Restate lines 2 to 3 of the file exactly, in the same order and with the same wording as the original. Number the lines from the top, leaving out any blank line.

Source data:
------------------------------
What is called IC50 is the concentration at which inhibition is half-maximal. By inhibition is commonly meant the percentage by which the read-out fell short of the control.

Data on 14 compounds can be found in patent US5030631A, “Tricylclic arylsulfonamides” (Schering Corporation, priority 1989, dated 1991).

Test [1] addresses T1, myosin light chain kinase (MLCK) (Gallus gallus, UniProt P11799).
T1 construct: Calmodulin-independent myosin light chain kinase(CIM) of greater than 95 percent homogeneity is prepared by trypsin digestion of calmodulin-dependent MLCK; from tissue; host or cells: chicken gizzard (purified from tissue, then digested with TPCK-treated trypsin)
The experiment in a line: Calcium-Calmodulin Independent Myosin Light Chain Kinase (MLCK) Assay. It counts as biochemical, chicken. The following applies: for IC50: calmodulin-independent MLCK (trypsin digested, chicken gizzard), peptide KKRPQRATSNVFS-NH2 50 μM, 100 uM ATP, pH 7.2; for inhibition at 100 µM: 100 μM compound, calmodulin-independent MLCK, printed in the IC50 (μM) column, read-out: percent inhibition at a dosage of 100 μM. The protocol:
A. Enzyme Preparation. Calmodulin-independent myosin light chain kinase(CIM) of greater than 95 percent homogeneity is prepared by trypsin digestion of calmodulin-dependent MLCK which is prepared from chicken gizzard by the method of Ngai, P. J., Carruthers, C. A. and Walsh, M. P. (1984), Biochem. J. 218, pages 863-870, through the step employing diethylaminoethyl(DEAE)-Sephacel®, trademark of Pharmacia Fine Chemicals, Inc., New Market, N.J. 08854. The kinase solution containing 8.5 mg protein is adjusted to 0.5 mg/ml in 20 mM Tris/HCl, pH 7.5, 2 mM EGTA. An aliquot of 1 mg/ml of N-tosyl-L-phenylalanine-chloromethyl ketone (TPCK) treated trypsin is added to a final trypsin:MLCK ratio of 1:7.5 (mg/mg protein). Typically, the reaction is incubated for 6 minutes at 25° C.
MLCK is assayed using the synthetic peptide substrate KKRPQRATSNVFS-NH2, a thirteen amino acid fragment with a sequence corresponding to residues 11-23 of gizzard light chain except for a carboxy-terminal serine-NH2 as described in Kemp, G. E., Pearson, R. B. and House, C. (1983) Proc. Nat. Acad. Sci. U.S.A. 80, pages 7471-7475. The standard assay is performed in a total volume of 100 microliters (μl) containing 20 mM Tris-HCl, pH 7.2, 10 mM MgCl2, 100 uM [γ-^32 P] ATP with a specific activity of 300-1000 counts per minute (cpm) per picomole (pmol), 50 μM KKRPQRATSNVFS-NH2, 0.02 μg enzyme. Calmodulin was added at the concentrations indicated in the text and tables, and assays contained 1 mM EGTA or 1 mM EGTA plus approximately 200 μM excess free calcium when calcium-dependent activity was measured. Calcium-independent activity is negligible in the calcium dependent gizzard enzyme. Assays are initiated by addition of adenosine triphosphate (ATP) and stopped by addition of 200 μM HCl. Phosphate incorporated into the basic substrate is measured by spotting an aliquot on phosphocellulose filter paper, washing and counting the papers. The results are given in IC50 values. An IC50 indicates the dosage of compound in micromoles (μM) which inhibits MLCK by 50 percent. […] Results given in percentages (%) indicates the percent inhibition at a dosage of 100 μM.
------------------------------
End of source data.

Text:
Data on 14 compounds can be found in patent US5030631A, “Tricylclic arylsulfonamides” (Schering Corporation, priority 1989, dated 1991).

Test [1] addresses T1, myosin light chain kinase (MLCK) (Gallus gallus, UniProt P11799).